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author | Tim Hosgood <thosgood@users.noreply.github.com> | 2021-01-25 03:05:01 +0000 |
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committer | GitHub <noreply@github.com> | 2021-01-25 03:05:01 +0000 |

commit | 2e6f10166cfa55a3436a58b0568936d052733d7c (patch) | |

tree | 32fd3c41faedd184195d1c4f5021011191074b30 | |

parent | 9e7b3da93f057195cbd2b5aed342475cb2b20faa (diff) | |

parent | d677ae6ee1013f3402a884b2672b56a061f8ec1b (diff) | |

download | ega-2e6f10166cfa55a3436a58b0568936d052733d7c.tar.gz ega-2e6f10166cfa55a3436a58b0568936d052733d7c.zip |

Merge pull request #184 from ryankeleti/ega2-2

more II.2

-rw-r--r-- | ega2/ega2-2.tex | 155 |

1 files changed, 128 insertions, 27 deletions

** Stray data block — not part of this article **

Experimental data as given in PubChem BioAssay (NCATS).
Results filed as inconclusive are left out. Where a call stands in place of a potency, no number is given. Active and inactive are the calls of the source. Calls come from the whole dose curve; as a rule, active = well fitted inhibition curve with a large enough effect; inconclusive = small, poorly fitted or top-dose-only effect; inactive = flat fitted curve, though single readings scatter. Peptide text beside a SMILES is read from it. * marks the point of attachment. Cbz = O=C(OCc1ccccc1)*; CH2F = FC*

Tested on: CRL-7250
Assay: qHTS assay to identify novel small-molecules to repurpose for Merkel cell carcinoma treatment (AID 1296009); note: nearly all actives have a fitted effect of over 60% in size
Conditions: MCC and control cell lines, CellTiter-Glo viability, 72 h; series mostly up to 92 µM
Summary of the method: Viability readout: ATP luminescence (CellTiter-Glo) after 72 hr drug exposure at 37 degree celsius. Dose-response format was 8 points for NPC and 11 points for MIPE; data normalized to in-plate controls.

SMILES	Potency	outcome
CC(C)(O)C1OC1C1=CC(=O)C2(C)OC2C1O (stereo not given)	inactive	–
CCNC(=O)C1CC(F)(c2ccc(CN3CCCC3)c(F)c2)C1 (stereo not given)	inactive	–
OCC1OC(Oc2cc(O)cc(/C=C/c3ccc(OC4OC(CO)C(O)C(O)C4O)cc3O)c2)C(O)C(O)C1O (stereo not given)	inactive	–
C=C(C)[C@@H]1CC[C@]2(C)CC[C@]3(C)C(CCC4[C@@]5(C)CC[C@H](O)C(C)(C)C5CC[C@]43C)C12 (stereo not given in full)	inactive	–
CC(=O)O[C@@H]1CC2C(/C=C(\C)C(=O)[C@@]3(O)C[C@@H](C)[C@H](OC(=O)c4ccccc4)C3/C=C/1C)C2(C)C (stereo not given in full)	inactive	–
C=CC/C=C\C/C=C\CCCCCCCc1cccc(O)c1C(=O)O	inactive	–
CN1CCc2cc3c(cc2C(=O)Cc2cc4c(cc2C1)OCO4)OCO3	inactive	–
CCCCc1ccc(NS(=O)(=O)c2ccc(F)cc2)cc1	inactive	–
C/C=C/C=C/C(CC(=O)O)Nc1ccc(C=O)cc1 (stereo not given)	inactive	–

diff --git a/ega2/ega2-2.tex b/ega2/ega2-2.tex index d079858..e51a6ed 100644 --- a/ega2/ega2-2.tex +++ b/ega2/ega2-2.tex @@ -685,22 +685,22 @@ There exists on $X=\Proj(S)$ exactly one quasi-coherent $\sh{O}_X$-module $\wide \end{proposition} \begin{proof} - Suppose that $f\in S_d$ and $g\in S_e$. - Since $D_+(fg)$ can be identified with the prime spectrum of $(S_{(f)})_{g^d/f^e}$ by \sref{II.2.2.2}, the restriction to $D_+(fg)$ of the sheaf $(M_{(f)})^\supertilde$ on $D_+(f)$ is canonically identified with the sheaf associated to the module $(M_{(f)})_{g^d/f^e}$ \sref[I]{I.1.3.6}, and thus also with $(M_{(fg)})^\supertilde$ \sref{II.2.2.2}; - we thus conclude that there exists a canonical isomorphism - \[ - \theta_{g,f}\colon (M_{(f)})^\supertilde|D_+(fg) \xrightarrow{\sim} (M_{(g)})^\supertilde|D_+(fg) - \] - such that, if $h$ is a third homogeneous element of $S_+$, then $\theta_{f,h}=\theta_{f,g}\circ\theta_{g,h}$ in $D_+(fgh)$. - Consequently \sref[0]{0.3.3.1} there exists a quasi-coherent $\sh{O}_X$-module $\sh{F}$ on $X$, and, for every homogeneous $f$ in $S_+$, an isomorphism $\eta_f$ from $\sh{F}|D_+(f)$ to $(M_{f})^\supertilde$ such that $\theta_{g,f}=\eta_g\circ\eta_f^{-1}$. - If we then consider the sheaf $\sh{G}$ associated to the presheaf (on the base of the topology of $X$ given by the $D_+(f)$) defined by $D_+(f)\mapsto M_{(f)}$, with the canonical homomorphisms $M_{(f)}\to M_{(fg)}$ as restriction homomorphisms, then the above proves that $\sh{F}$ and $\sh{G}$ are isomorphic (taking \sref[I]{I.1.3.7} into account); - the sheaf $\sh{G}$ is denoted by $\widetilde{M}$, and indeed satisfies the conditions of the statement. - We have, in particular, $\widetilde{S}=\sh{O}_X$. +Suppose that $f\in S_d$ and $g\in S_e$. +Since $D_+(fg)$ can be identified with the prime spectrum of $(S_{(f)})_{g^d/f^e}$ by \sref{II.2.2.2}, the restriction to $D_+(fg)$ of the sheaf $(M_{(f)})^\supertilde$ on $D_+(f)$ is canonically identified with the sheaf associated to the module $(M_{(f)})_{g^d/f^e}$ \sref[I]{I.1.3.6}, and thus also with $(M_{(fg)})^\supertilde$ \sref{II.2.2.2}; +we thus conclude that there exists a canonical isomorphism +\[ + \theta_{g,f}\colon (M_{(f)})^\supertilde|D_+(fg) \xrightarrow{\sim} (M_{(g)})^\supertilde|D_+(fg) +\] +such that, if $h$ is a third homogeneous element of $S_+$, then $\theta_{f,h}=\theta_{f,g}\circ\theta_{g,h}$ in $D_+(fgh)$. +Consequently \sref[0]{0.3.3.1} there exists a quasi-coherent $\sh{O}_X$-module $\sh{F}$ on $X$, and, for every homogeneous $f$ in $S_+$, an isomorphism $\eta_f$ from $\sh{F}|D_+(f)$ to $(M_{f})^\supertilde$ such that $\theta_{g,f}=\eta_g\circ\eta_f^{-1}$. +If we then consider the sheaf $\sh{G}$ associated to the presheaf (on the base of the topology of $X$ given by the $D_+(f)$) defined by $D_+(f)\mapsto M_{(f)}$, with the canonical homomorphisms $M_{(f)}\to M_{(fg)}$ as restriction homomorphisms, then the above proves that $\sh{F}$ and $\sh{G}$ are isomorphic (taking \sref[I]{I.1.3.7} into account); +the sheaf $\sh{G}$ is denoted by $\widetilde{M}$, and indeed satisfies the conditions of the statement. +We have, in particular, $\widetilde{S}=\sh{O}_X$. \end{proof} \begin{definition}[2.5.3] \label{II.2.5.3} - We say that the quasi-coherent $\sh{O}_X$-module $\widetilde{M}$ defined in \sref{II.2.5.2} is \emph{associated} to the graded $S$-module $M$. +We say that the quasi-coherent $\sh{O}_X$-module $\widetilde{M}$ defined in \sref{II.2.5.2} is \emph{associated} to the graded $S$-module $M$. \end{definition} Recall that the graded $S$-modules form a category when we restrict from arbitrary homomorphisms of graded modules to homomorphisms \emph{of degree~$0$}. @@ -708,13 +708,13 @@ With this convention: \begin{proposition}[2.5.4] \label{II.2.5.4} - The functor $M\mapsto\widetilde{M}$ is an exact additive covariant functor from the category of graded $S$-modules to the category of quasi-coherent $\sh{O}_X$-modules, and it commutes with inductive limits and direct sums. +The functor $M\mapsto\widetilde{M}$ is an exact additive covariant functor from the category of graded $S$-modules to the category of quasi-coherent $\sh{O}_X$-modules, and it commutes with inductive limits and direct sums. \end{proposition} \begin{proof} - Indeed, since these properties are local, it suffices to show that they are satisfied for the sheaves of the form $\widetilde{M}|D_+(f)=(M_{(f)})^\supertilde$; - but the functors $M\mapsto M_f$, $N\mapsto N_0$ (to the category of graded $S_f$-modules), and $P\mapsto\widetilde{P}$ (to the category of $S_{(f)}$-modules) all have the three properties of exactness and of commutativity with inductive limits and direct sums (\sref[I]{I.1.3.5} and \sref[I]{I.1.3.9}); - whence the proposition. +Indeed, since these properties are local, it suffices to show that they are satisfied for the sheaves of the form $\widetilde{M}|D_+(f)=(M_{(f)})^\supertilde$; +but the functors $M\mapsto M_f$, $N\mapsto N_0$ (to the category of graded $S_f$-modules), and $P\mapsto\widetilde{P}$ (to the category of $S_{(f)}$-modules) all have the three properties of exactness and of commutativity with inductive limits and direct sums (\sref[I]{I.1.3.5} and \sref[I]{I.1.3.9}); +whence the proposition. \end{proof} We denote by $\widetilde{u}$ the homomorphism $\widetilde{M}\to\widetilde{N}$ corresponding to a homomorphism $u\colon M\to N$ of degree~$0$. @@ -722,12 +722,12 @@ We immediately deduce from \sref{I.2.5.4} that the results of \sref[I]{I.1.3.9} \begin{proposition}[2.5.5] \label{II.2.5.5} - For all $\mathfrak{p}\in X=\Proj(S)$, we have $\widetilde{M}_\mathfrak{p}=M_{(\mathfrak{p})}$. +For all $\mathfrak{p}\in X=\Proj(S)$, we have $\widetilde{M}_\mathfrak{p}=M_{(\mathfrak{p})}$. \end{proposition} \begin{proof} - By definition, $\widetilde{M}_\mathfrak{p}=\varinjlim\Gamma(D_+(f),\widetilde{M})$, where $f$ runs over the set of homogeneous elements of $S_+$ such that $f\not\in\mathfrak{p}$; - since $\Gamma(D_+(f),\widetilde{M})=M_{(f)}$, the proposition follows from the definition of $M_{(\mathfrak{p})}$ \sref{II.2.2.7} +By definition, $\widetilde{M}_\mathfrak{p}=\varinjlim\Gamma(D_+(f),\widetilde{M})$, where $f$ runs over the set of homogeneous elements of $S_+$ such that $f\not\in\mathfrak{p}$; +since $\Gamma(D_+(f),\widetilde{M})=M_{(f)}$, the proposition follows from the definition of $M_{(\mathfrak{p})}$ \sref{II.2.2.7} \end{proof} \oldpage[II]{32} @@ -737,19 +737,120 @@ Even more particularly, if $S$ is \emph{essential integral}, so that $\Proj(S)=X \begin{proposition}[2.5.6] \label{II.2.5.6} - If, for all $z\in M$ and all homogeneous $f$ in $S_+$, there exists a power of $f$ that annihilates $z$, then $\widetilde{M}=0$. - This sufficient condition is also necessary if the $S_0$-algebra $S$ is generated by the set $S_1$ of homogeneous elements of degree~$1$. +If, for all $z\in M$ and all homogeneous $f$ in $S_+$, there exists a power of $f$ that annihilates $z$, then $\widetilde{M}=0$. +This sufficient condition is also necessary if the $S_0$-algebra $S$ is generated by the set $S_1$ of homogeneous elements of degree~$1$. \end{proposition} \begin{proof} - The condition $\widetilde{M}=0$ is equivalent to $M_{(f)}=0$ for all homogeneous $f$ in $S_+$. - On the other hand, if $f\in S_d$, to say that $M_{(f)}=0$ implies that, for all homogeneous $z\in M$ whose degree is some multiple of $d$, there exists a power $f^n$ such that $f^nz=0$. - If $M_{(f)}=0$ for all $f\in S_1$, then the condition of the statement is thus satisfied for all $f\in S_1$; - the condition is \emph{a fortiori} satisfied for all homogeneous $f$ in $S_+$ if $S_1$ generates $S$, since every homogeneous element of $S_+$ is then a linear combination of products of elements of $S_1$. +The condition $\widetilde{M}=0$ is equivalent to $M_{(f)}=0$ for all homogeneous $f$ in $S_+$. +On the other hand, if $f\in S_d$, to say that $M_{(f)}=0$ implies that, for all homogeneous $z\in M$ whose degree is some multiple of $d$, there exists a power $f^n$ such that $f^nz=0$. +If $M_{(f)}=0$ for all $f\in S_1$, then the condition of the statement is thus satisfied for all $f\in S_1$; +the condition is \emph{a fortiori} satisfied for all homogeneous $f$ in $S_+$ if $S_1$ generates $S$, since every homogeneous element of $S_+$ is then a linear combination of products of elements of $S_1$. \end{proof} \begin{proposition}[2.5.7] \label{II.2.5.7} - Let $d>0$ be an integer, and let $f\in S_d$. - Then, for all $n\in\bb{Z}$, the $(\sh{O}_X|D_+(f))$-module $(S(nd))^\supertilde|D_+(f)$ is canonically isomorphic to $\sh{O}_X|D_+(f)$. +Let $d>0$ be an integer, and let $f\in S_d$. +Then, for all $n\in\bb{Z}$, the $(\sh{O}_X|D_+(f))$-module $(S(nd))^\supertilde|D_+(f)$ is canonically isomorphic to $\sh{O}_X|D_+(f)$. \end{proposition} + +\begin{proof} +Indeed, multiplication by the invertible element $(f/1)^n$ of $S_f$ gives a bijection from $S_{(f)}=(S_f)_0$ to $(S_f)_{nd}=(S_f(nd))_0=(S(nd)_f)_0=S(nd)_{(f)}$; +in other words, the $S_{(f)}$-modules $S_{(f)}$ and $S(nd)_{(f)}$ are canonically isomorphic, whence the proposition. +\end{proof} + +\begin{corollary}[2.5.8] +\label{II.2.5.8} +On the open subset $U=\bigcup_{f\in S_d}D_+(f)$, the restriction of the $\sh{O}_X$-module $(S(nd))^\supertilde$ is an invertible $(\sh{O}_X|U)$-module \sref[0]{0.5.4.1}. +\end{corollary} + +\begin{corollary}[2.5.9] +\label{II.2.5.9} +If the ideal $S_+$ of $S$ is generated by the set $S_1$ of homogeneous elements of degree~$1$, then the $\sh{O}_X$-module $(S(n))^\supertilde$ is invertible for all $n\in\bb{Z}$. +\end{corollary} + +\begin{proof} +It suffices to remark that $X=\bigcup_{f\in S_1}D_+(f)$, by the hypothesis \sref{II.2.3.14} and to apply \sref{II.2.5.8} with $U=X$. +\end{proof} + +\begin{env}[2.5.10] +\label{II.2.5.10} +We set, for the rest of this section, +\[ +\label{II.2.5.10.1} + \sh{O}_X(n) = (S(n))^\supertilde +\tag{2.5.10.1} +\] +for all $n\in\bb{Z}$, and, for every open subset $U$ of $X$, and every $(\sh{O}_X|U)$-module $\sh{F}$, +\[ +\label{II.2.5.10.2} + \sh{F}(n) = \sh{F}\otimes_{\sh{O}_X|U}(\sh{O}_X(n)|U) +\tag{2.5.10.2} +\] +for all $n\in\bb{Z}$. +If the ideal $S_+$ is generated by $S_1$, then the functor $\sh{F}(n)$ is \emph{exact} in $\sh{F}$ for all $n\in\bb{Z}$, since $\sh{O}_X(n)$ is then an \emph{invertible} $\sh{O}_X$-module. +\end{env} + +\begin{env}[2.5.11] +\label{II.2.5.11} +Let $M$ and $N$ be graded $S$-modules. +For all $f\in S_d$ ($d>0$), we define a canonical functorial homomorphism of $S_{(f)}$-modules by +\[ +\label{II.2.5.11.1} + \lambda_f\colon M_{(f)}\otimes_{S_{(f)}}N_{(f)} \to (M\otimes_S N)_{(f)} +\tag{2.5.11.1} +\] +\oldpage[II]{33} +by composing the homomorphism $M_{(f)}\otimes_{S_{(f)}}N_{(f)}\to M_f\otimes_{S_f}N_f$ (coming from the injections $M_{(f)}\to M_f$, $N_{(f)}\to N_f$, and $S_{(f)}\to S_f$) with the canonical isomorphism $M_f\otimes_{S_f}N_f\xrightarrow{\sim}(M\otimes_S N)_f$ \sref[0]{0.1.3.4}, and by noting that, by the definition of the tensor product of two graded modules, this latter isomorphism preserves degrees; +for $x\in M_{md}$ and $y\in N_{nd}$ ($m,n\geq0$), we thus have +\[ + \lambda_f((x/f^m)\otimes(y/f^n)) = (x\otimes y)/f^{m+n}. +\] + +It immediately follows from this definition that, if $g\in S_e$ ($e>0$), then the diagram +\[ + \xymatrix{ + M_{(f)}\otimes_{S_{(f)}}N_{(f)} \ar[r]^{\lambda_f} \ar[d] + & (M\otimes_S N)_{(f)} \ar[d] + \\M_{(fg)}\otimes_{S_{(fg)}}N_{(fg)} \ar[r]_{\lambda_{fg}} + & (M\otimes_S N)_{(fg)} + } +\] +(where the vertical arrow on the right is the canonical homomorphism, and the one on the left comes from the canonical homomorphisms) commutes. +Thus $\lambda$ induces a canonical functorial homomorphism of $\sh{O}_X$-modules +\[ +\label{II.2.5.11.2} + \lambda\colon \widetilde{M}\otimes_{\sh{O}_X}\widetilde{N} \to (M\otimes_S N)^\supertilde. +\tag{2.5.11.2} +\] + +Consider, in particular, graded ideals $\fk{J}$ and $\fk{K}$ of $S$; +since $\widetilde{\fk{J}}$ and $\widetilde{\fk{K}}$ are sheaves of ideals of $\sh{O}_X$, we have a canonical homomorphism $\widetilde{\fk{J}}\otimes_{\sh{O}_X}\widetilde{\fk{K}}\to\sh{O}_X$; +the diagram +\[ +\label{II.2.5.11.3} + \xymatrix{ + \widetilde{\fk{J}}\otimes_{\sh{O}_X}\widetilde{\fk{K}} \ar[rr]^\lambda \ar[dr] + && (\widetilde{\fk{J}}\otimes_S\widetilde{\fk{K}})^\supertilde \ar[dl] + \\&\sh{O}_X& + } +\tag{2.5.11.3} +\] +then commutes. +Indeed, we can reduce to verifying this on each open subset $D_+(f)$ (for $f$ homogeneous in $S_+$), and this follows immediately from the definition \sref{2.5.11.1} of $\lambda_f$ and from \sref[I]{I.1.3.13}. + +Finally, note that, if $M$, $N$, and $P$ are graded $S$-modules, then the diagram +\[ +\label{II.2.5.11.4} + \xymatrix{ + \widetilde{M}\otimes_{\sh{O}_X}\widetilde{N}\otimes_{\sh{O}_X}\widetilde{P} \ar[r]^{\lambda\otimes1} \ar[d]_{1\otimes\lambda} + & (M\otimes_S N)^\supertilde\otimes_{\sh{O}_X}\widetilde{P} \ar[d]^\lambda + \\\widetilde{M}\otimes_{\sh{O}_X}(N\otimes_S P)^\supertilde \ar[r]_\lambda + & (M\otimes_S N\otimes_S P)^\supertilde + } +\tag{2.5.11.4} +\] +\oldpage[II]{34} +commutes. +It again suffices to verify this on each open subset $D_+(f)$, and this follows immediately from the definitions and from \sref[I]{I.1.3.13}. +\end{env} |